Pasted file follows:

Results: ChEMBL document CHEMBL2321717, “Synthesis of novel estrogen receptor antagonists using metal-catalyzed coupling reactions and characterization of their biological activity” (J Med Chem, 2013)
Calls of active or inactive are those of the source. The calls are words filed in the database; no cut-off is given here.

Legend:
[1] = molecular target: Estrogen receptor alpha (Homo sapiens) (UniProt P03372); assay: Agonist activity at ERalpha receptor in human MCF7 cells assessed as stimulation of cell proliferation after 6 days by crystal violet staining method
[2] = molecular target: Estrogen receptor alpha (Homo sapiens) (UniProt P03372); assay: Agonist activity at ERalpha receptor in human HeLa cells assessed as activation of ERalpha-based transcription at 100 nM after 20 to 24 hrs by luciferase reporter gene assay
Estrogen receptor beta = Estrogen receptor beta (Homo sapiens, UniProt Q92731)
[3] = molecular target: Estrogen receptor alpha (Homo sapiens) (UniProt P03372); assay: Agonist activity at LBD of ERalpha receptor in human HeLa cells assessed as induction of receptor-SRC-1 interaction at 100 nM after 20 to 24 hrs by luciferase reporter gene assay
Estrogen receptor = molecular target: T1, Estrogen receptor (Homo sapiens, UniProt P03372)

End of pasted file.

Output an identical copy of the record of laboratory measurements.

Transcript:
Results: ChEMBL document CHEMBL2321717, “Synthesis of novel estrogen receptor antagonists using metal-catalyzed coupling reactions and characterization of their biological activity” (J Med Chem, 2013)
Calls of active or inactive are those of the source. The calls are words filed in the database; no cut-off is given here.

Legend:
[1] = molecular target: Estrogen receptor alpha (Homo sapiens) (UniProt P03372); assay: Agonist activity at ERalpha receptor in human MCF7 cells assessed as stimulation of cell proliferation after 6 days by crystal violet staining method
[2] = molecular target: Estrogen receptor alpha (Homo sapiens) (UniProt P03372); assay: Agonist activity at ERalpha receptor in human HeLa cells assessed as activation of ERalpha-based transcription at 100 nM after 20 to 24 hrs by luciferase reporter gene assay
Estrogen receptor beta = Estrogen receptor beta (Homo sapiens, UniProt Q92731)
[3] = molecular target: Estrogen receptor alpha (Homo sapiens) (UniProt P03372); assay: Agonist activity at LBD of ERalpha receptor in human HeLa cells assessed as induction of receptor-SRC-1 interaction at 100 nM after 20 to 24 hrs by luciferase reporter gene assay
Estrogen receptor = molecular target: T1, Estrogen receptor (Homo sapiens, UniProt P03372)